On Dec. 14, the day before a Moscow court was supposed to issue the verdict against former Yukos CEO Mikhail Khodorkovsky, President Dmitry Medvedev attended the “Go Russia!” innovation forum at Skolkovo to see how the modernization process is coming along. I must say that modernization is going full speed ahead — at least in and around Skolkovo.
First, the commuter rail station that will serve the future technopark was renamed from the obscure “Vostryakovo” to the much more fitting “Skolkovo.” And from that station it is a rigourous 30-minute trek through the woods to the site of the future Innovation City.
Second, the Skolkovo Highway has been sealed off. In the past, drivers caught in nearby traffic jams could detour along the Skolkovo Highway. But after concrete barriers were installed, motorists drove around them and continued on unpaved ground — that is, until the authorities completely sealed off the entire perimeter, bringing all detours to a halt.
Then, on a completely deserted stretch of highway near the Skolkovo School of Management, the authorities built a two-level interchange so that nothing could stop Russia from racing full speed into its innovative future.
What great examples of Medvedev-style modernization: close off a vital highway when traffic jams were already out of control and then build an overpass where it is absolutely unnecessary.
But Medvedev didn’t stop there. He was determined to create an even more fitting symbol of Russia’s backward approach to modernization. The concrete barriers were removed for his visit to Skolkovo.
When the president’s convoy rolled into the village for his grand visit, not a single barrier could be found. They were hauled away. The road was lined at 100-meter intervals with traffic policeman clad in yellow and numerous police cars. And what a road it had suddenly become — sparkly clean and partially laid with fresh asphalt that served as a nice embellishment for a large tented pavilion, which Medvedev had apparently needed as a rest stop on his tiresome journey from Rublyovka to Skolkovo. Go Russia!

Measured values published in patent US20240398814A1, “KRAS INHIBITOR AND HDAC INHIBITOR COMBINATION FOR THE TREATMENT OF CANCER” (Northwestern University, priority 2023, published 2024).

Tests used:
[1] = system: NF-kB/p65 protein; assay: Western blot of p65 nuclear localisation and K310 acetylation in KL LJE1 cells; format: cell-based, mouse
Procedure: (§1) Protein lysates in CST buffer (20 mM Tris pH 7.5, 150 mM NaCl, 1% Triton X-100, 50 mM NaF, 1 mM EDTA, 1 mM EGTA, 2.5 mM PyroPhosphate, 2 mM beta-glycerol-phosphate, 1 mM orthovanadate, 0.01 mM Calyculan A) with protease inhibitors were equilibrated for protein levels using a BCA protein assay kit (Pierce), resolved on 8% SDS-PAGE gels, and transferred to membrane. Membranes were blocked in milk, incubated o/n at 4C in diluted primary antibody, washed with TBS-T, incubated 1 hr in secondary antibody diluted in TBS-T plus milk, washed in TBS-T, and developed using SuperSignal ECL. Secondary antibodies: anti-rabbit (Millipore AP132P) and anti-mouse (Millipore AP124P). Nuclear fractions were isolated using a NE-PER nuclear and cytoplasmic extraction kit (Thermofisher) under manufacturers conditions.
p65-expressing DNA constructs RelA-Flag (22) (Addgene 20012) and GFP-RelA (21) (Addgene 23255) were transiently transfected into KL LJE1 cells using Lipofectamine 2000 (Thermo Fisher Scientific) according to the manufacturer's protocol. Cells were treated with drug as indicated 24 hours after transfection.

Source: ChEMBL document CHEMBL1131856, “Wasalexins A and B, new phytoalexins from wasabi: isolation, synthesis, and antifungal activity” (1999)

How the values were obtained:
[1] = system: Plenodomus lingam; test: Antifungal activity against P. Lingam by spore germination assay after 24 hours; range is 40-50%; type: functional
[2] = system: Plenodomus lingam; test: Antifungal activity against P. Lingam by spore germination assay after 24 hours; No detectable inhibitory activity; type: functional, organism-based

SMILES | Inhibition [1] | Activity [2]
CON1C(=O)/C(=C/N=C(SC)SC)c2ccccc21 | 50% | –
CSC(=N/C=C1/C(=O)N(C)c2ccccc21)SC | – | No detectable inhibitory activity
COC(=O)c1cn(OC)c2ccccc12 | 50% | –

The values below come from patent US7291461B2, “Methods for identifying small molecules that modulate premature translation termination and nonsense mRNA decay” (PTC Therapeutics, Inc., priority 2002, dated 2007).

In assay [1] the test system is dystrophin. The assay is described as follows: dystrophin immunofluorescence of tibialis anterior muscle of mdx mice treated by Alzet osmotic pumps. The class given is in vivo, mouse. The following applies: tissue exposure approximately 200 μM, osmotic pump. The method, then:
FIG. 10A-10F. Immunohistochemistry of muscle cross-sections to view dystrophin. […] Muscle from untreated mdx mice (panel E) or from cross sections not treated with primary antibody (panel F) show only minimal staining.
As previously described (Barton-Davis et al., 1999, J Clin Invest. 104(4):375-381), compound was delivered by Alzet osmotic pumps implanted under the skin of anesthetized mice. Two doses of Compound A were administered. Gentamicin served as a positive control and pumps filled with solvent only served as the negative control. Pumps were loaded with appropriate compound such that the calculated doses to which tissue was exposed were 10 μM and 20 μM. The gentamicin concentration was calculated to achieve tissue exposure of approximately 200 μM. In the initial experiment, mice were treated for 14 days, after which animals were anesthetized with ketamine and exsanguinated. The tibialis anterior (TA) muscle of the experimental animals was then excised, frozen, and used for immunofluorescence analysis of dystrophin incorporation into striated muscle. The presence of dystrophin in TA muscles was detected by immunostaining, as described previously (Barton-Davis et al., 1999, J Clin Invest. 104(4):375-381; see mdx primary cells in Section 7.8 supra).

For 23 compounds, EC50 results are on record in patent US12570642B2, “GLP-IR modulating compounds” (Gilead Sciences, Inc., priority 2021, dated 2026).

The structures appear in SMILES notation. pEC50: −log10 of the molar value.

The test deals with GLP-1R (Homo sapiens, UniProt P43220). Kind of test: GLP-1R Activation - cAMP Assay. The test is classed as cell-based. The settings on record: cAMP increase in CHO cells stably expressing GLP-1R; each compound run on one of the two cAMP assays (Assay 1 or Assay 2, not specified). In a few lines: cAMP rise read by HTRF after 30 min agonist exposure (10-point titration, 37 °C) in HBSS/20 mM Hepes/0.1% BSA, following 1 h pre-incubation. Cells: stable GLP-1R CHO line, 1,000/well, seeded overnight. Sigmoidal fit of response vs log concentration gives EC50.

But that’s not all. Right after the president’s cavalcade left the village, the concrete barriers were back in place, and the pavilion was gone the next day. The “fresh asphalt” in front of the pavilion turned out to be nothing more than wooden boards that were covered with Ruberoid roofing material. The whole episode was like a scene out of the book “The Autumn of the Patriarch” by Colombian novelist Gabriel Garcia Marquez in which Americans pack up their officers’ cottages to the last board and bolt and ship them home in containers, even rolling up and taking their neatly trimmed lawns with them.
Everybody knows that roads are sometimes closed when the president is passing, but this was the first time that a closed road was opened to allow him through.
By the way, when California Governor Arnold Schwarzenegger brought U.S. businesspeople to Skolkovo in October, they were shown two projects, neither of which had any prior connection to the Russian government: a Raman spectrograph and a receiver for terahertz radiation. Both projects are being developed in Chernogolovka, in laboratories run by the brilliant scientist and academic Vadim Kukushkin on financing provided by investor Ruben Vardanyan, head of Troika Dialog.
Fittingly, when the U.S. delegation flew on to Kazan after Skolkovo, they were shown the same two projects there. Apparently, Russia has such a dire shortage of innovation projects that they have to use the same ones over and over again. Go Russia!